TSA documents show there are about 40 to 50 passengers on domestic flights that fall under Quiet Skies criteria each day. On average, marshals follow and surveil about 35 of them.
Gregory declined to discuss the criteria for inclusion in the program’s watch list or the recent escalation to surveillance missions. He declined to say whether Quiet Skies has intercepted any threats.
All US citizens who enter the country are automatically screened for inclusion in Quiet Skies, according to agency documents.
The program relies on 15 rules to screen passengers, according to an agency bulletin issued in May. The criteria appear broad: “Rules may target” people whose travel patterns or behaviors match those of known or suspected terrorists or people “possibly affiliated” with someone on a watch list, the bulletin noted.
Air marshals are directed to follow targeted passengers on subsequent domestic flights from the time they pass security, during such flights, and through the time they leave their destination airports, going so far as to document the license plate of the vehicle picking up the person, according to agency documents.
Some air marshals, in interviews and internal communications shared with the Globe, have said they closely monitored travelers who posed no threat, such as a businessman, a Southwest Airlines flight attendant, and a fellow law enforcement officer. Several air marshals said they were tasked with monitoring US citizens because they had previously traveled to certain countries, such as Turkey.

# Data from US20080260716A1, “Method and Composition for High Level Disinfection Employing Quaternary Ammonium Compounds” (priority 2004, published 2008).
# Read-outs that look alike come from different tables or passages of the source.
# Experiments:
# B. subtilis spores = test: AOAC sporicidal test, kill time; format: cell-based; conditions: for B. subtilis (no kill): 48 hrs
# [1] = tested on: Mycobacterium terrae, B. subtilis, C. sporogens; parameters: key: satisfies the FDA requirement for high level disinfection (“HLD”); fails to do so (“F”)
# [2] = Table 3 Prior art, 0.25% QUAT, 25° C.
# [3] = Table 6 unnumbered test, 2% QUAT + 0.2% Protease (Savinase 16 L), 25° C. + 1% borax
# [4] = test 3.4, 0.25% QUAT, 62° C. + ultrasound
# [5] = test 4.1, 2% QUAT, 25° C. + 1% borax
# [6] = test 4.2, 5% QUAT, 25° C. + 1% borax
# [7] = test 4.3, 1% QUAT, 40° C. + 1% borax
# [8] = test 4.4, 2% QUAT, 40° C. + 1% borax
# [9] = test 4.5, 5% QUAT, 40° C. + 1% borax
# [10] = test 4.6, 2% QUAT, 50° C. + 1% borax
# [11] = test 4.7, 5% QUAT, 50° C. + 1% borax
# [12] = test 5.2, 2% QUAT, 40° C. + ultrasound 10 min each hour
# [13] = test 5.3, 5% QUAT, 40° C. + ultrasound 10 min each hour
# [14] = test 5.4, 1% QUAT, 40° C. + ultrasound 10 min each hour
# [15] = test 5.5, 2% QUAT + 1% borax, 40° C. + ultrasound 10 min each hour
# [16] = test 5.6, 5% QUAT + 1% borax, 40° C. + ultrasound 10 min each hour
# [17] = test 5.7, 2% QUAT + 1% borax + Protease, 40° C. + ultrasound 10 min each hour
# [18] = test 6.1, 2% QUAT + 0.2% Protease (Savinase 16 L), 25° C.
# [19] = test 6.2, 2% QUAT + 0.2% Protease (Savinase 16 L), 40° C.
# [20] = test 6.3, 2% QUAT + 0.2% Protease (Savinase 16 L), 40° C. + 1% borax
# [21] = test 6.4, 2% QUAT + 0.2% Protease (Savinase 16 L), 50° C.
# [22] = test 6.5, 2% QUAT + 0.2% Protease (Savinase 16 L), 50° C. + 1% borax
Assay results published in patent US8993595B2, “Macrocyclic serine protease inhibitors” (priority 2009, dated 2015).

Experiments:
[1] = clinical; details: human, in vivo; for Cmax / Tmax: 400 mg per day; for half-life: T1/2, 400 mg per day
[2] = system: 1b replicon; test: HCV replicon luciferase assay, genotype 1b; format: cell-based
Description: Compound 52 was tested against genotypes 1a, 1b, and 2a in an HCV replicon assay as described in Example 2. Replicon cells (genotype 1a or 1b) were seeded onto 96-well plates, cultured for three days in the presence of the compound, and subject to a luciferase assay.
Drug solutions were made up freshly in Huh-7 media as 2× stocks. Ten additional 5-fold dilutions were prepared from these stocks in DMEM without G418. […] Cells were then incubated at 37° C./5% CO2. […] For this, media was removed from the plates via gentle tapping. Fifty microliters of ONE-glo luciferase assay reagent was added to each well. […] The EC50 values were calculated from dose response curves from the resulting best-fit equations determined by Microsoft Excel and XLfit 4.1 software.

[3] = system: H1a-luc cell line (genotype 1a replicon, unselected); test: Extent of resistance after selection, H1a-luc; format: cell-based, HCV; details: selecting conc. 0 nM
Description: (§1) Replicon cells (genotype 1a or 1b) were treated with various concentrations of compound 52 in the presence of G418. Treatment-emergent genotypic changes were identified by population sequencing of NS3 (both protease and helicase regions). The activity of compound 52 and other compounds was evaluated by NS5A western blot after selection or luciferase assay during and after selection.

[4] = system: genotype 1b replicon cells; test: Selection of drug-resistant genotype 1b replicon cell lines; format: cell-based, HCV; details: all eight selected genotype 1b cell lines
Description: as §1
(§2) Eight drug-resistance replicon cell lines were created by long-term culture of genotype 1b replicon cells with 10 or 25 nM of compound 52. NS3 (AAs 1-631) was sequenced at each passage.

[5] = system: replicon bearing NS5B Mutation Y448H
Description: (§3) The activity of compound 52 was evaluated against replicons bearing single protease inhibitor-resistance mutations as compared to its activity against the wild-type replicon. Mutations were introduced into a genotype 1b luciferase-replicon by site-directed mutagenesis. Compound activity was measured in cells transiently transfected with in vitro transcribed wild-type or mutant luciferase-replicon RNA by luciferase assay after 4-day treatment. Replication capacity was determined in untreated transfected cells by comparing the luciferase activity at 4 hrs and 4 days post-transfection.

TSA would not say how the information on travelers is collected or stored. Documents show that the information is largely kept within TSA and not shared with partner agencies unless “significant derogatory behavior” is observed.
News of the Quiet Skies program prompted a sharp response from groups concerned with civil liberties, privacy, and profiling.
The Council on American-Islamic Relations called on TSA to abandon the program.
“The arbitrary surveillance of innocent people at airports guarantees that Muslim passengers will be disproportionately harassed by federal officials based on racial and religious profiling, with no benefit to the traveling public or to our nation’s security,” senior litigation attorney Gadeir Abbas said in a statement.
“This is just the latest example of the federal government’s counterproductive and misguided approach to aviation security. Congress never authorized any agency to actively surveil innocent travelers.”
The Federal Air Marshal Service, which is part of TSA and falls under the Department of Homeland Security, has a mandate to protect airline passengers and crew against the risk of criminal and terrorist violence.
Between 2,000 and 3,000 men and women, so-called flying FAMs, work the skies.
TSA, which spent $800 million in 2015, has come under fire in recent years for its use of resources and deployment strategy. A 2017 Government Accountability Office report found the agency has no information about its effectiveness in deterring attacks.